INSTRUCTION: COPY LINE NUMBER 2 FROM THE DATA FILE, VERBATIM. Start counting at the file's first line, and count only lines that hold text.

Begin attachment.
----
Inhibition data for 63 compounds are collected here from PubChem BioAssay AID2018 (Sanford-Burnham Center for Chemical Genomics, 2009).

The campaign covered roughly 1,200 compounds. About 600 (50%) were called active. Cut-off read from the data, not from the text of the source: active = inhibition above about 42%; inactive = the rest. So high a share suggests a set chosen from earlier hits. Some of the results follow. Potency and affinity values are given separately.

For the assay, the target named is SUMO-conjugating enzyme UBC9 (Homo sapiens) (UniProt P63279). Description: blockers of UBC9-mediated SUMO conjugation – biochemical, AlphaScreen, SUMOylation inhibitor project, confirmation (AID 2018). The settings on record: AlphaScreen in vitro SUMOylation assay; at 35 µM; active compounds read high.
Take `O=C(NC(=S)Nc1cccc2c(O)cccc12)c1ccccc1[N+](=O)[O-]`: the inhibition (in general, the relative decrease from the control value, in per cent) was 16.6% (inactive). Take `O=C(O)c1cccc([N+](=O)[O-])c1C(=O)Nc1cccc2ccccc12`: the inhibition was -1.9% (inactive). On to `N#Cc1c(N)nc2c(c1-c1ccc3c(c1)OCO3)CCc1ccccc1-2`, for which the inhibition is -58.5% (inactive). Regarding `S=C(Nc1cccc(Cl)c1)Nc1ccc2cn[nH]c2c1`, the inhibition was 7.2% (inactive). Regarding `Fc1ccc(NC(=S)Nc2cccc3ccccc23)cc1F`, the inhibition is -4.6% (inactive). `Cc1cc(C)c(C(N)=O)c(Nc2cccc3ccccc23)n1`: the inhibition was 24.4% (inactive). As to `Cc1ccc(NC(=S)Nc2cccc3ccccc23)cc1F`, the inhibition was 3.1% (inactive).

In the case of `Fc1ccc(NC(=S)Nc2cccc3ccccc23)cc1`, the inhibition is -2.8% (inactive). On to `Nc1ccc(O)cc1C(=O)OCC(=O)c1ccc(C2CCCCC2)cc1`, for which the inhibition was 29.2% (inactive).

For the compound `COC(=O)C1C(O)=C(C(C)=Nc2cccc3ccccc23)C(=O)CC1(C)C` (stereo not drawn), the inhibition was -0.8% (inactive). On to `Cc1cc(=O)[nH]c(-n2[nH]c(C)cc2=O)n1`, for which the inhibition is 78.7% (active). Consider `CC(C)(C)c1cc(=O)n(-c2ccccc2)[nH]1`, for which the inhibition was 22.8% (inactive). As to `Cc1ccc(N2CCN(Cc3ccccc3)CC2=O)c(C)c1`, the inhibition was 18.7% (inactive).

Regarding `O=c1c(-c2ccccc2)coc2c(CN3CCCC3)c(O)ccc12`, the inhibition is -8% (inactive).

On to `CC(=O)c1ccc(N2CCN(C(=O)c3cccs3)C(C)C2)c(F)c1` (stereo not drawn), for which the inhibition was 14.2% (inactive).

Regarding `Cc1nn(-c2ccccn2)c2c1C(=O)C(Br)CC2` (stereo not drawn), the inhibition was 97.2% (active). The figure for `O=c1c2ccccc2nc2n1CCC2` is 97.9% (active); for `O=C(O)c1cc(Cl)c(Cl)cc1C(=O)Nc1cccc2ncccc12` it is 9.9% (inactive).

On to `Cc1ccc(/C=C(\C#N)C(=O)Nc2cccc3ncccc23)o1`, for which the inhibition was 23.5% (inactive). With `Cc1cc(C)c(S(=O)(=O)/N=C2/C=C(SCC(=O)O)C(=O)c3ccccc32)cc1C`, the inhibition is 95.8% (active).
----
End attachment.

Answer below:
The campaign covered roughly 1,200 compounds. About 600 (50%) were called active. Cut-off read from the data, not from the text of the source: active = inhibition above about 42%; inactive = the rest. So high a share suggests a set chosen from earlier hits. Some of the results follow. Potency and affinity values are given separately.